I have had quite the year to say the least and it’s only the end of October. In less than 30 days, I have been fortunate to harvest a ND Whitetail that Gross scored 154 1/8 and a MT Elk that should make 260, allowing animals to be registered in the Pope and Young Record Book with those scores. Both Pope and Young kills are firsts for me as an Archery Hunter. What can I say other than I am truly fortunate.
For years, I have driven my truck around with the license plate P&YHNTR. I have had probably hundreds of people ask what that means and I always tell them it’s the record book for animals harvested with a bow and arrow. Just about everyone gives me a blank stare and says “ok”. Perhaps I should have the same blank stare when I think about what the license plate truly means…
Does my experience or enjoyment change at all because the animal I harvested was “large enough” to make a record book? ABSOLUTELY NOT!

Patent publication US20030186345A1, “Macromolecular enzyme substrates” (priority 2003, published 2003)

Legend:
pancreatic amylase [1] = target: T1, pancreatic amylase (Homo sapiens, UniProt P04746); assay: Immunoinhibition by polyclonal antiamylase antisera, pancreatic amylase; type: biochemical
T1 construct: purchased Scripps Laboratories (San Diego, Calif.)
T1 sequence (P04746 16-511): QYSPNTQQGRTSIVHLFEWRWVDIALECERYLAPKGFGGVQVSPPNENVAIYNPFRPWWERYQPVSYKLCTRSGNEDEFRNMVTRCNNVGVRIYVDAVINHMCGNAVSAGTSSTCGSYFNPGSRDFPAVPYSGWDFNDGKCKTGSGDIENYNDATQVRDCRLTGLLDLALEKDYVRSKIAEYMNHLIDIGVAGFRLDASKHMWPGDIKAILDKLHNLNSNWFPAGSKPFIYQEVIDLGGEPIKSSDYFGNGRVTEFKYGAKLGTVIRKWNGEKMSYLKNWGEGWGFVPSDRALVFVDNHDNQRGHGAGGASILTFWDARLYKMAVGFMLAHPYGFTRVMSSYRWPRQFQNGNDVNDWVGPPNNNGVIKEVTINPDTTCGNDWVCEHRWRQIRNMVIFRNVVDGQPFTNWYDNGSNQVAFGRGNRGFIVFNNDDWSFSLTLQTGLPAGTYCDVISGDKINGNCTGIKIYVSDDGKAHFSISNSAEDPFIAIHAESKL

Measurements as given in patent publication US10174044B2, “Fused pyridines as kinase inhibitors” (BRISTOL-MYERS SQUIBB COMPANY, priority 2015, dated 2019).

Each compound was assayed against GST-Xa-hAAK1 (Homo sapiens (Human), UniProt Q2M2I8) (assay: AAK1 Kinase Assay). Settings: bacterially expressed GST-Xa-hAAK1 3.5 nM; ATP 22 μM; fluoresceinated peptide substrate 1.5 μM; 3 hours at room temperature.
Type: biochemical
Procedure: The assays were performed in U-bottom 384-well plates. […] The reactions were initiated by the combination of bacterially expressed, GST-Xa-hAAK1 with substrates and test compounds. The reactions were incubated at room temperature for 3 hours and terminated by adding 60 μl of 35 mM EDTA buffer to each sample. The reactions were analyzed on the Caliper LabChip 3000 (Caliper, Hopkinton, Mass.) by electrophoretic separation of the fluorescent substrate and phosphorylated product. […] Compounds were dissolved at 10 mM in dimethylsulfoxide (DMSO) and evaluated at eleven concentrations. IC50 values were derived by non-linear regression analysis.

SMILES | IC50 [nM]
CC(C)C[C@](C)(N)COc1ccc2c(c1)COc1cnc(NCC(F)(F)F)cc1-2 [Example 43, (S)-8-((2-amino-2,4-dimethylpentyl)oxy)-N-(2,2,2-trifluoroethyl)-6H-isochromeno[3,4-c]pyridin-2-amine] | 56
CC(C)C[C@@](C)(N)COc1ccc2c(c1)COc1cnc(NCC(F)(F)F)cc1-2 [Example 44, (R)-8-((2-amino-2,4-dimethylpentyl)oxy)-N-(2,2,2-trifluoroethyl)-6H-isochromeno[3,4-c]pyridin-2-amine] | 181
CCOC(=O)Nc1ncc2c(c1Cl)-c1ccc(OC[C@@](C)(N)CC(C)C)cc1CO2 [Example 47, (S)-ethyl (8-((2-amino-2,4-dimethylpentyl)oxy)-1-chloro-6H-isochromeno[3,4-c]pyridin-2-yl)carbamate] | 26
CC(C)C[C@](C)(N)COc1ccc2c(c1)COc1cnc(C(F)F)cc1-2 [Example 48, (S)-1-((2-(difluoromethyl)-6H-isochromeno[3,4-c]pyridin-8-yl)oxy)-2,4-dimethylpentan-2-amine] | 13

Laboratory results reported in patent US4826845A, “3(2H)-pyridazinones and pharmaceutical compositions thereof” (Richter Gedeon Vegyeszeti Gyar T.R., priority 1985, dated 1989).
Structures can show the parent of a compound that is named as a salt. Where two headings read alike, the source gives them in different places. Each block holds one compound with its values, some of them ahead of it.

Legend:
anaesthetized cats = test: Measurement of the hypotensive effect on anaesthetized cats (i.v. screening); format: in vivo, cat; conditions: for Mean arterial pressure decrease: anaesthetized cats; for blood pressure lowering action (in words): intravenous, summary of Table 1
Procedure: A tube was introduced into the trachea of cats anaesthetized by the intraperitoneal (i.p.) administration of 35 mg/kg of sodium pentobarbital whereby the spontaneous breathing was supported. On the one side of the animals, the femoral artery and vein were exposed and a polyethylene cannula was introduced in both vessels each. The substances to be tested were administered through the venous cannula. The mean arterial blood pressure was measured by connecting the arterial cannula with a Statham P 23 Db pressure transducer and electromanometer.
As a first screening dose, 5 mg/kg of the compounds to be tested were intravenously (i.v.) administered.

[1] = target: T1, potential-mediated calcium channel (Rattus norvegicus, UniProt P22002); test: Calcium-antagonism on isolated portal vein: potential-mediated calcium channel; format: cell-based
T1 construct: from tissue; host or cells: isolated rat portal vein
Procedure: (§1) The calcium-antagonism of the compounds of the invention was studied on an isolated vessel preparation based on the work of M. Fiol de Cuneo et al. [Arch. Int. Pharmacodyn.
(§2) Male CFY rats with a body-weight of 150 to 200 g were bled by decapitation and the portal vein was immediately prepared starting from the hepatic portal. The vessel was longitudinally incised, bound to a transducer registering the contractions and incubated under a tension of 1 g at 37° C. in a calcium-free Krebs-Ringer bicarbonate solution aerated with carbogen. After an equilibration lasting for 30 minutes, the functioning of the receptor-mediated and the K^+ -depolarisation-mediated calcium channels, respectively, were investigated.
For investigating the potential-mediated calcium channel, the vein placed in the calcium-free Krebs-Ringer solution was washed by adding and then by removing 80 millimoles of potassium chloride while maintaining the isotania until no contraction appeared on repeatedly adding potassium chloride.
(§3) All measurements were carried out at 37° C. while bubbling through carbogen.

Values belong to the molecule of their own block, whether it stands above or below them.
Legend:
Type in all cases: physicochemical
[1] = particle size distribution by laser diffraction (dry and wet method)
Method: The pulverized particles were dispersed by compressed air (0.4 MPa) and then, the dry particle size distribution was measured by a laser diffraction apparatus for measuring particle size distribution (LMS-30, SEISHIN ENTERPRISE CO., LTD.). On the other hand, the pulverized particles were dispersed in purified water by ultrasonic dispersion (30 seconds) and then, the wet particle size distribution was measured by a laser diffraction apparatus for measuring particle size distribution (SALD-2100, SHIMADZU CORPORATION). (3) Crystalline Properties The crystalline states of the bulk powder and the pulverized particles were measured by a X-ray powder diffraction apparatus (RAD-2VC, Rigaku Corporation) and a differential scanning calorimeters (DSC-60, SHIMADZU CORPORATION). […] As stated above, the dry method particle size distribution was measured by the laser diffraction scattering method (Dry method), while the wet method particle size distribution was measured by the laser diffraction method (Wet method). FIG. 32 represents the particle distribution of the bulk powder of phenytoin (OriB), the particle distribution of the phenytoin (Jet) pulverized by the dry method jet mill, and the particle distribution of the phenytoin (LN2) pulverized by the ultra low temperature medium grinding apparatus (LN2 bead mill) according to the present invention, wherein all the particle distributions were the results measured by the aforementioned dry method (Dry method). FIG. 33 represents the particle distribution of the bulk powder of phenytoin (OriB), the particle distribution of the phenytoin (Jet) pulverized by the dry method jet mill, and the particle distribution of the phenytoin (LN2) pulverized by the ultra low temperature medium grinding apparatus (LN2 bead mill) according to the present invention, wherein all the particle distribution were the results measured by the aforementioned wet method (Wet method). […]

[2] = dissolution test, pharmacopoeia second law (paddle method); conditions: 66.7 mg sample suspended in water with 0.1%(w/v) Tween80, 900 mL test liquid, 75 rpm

As an example, the last few minutes of my ND Whitetail hunt just a little over a month ago is the exact reason why the license plate needs to change. The buck I harvested had grown up on our property, a very humble 90 acres that we bust our tails on and manage for big deer. We have watched this deer for 3 full seasons, passing on him last year because the camera light was poor. He was on our “hit list”. In a matter of a few minutes, I found success with the giant whitetail and the emotions began to flow. Would it have mattered if he scored 124 7/8, right below the minimum 125? Would have mattered if he didn’t make the “book” just like every one of my bucks harvested over the past 23 years? ABSOLUTELY NOT! The story, the experience and the moment outdoors were what made it amazing for me. It was the highlight of my hunting career thus far…
So as I think about how everyone, my WP Crew included, focuses on score, I am hopeful we all at the end of the day or the end of the story, reflect on what we experienced and the enjoyment we had. As my kids, Gus and Lily, enter the sport of hunting, it certainly will be about the experience first and the size of the kill a distant second!
Happy Hunting and measure your score by what you experienced…not by inches on the tape.
by Jeremy Elbert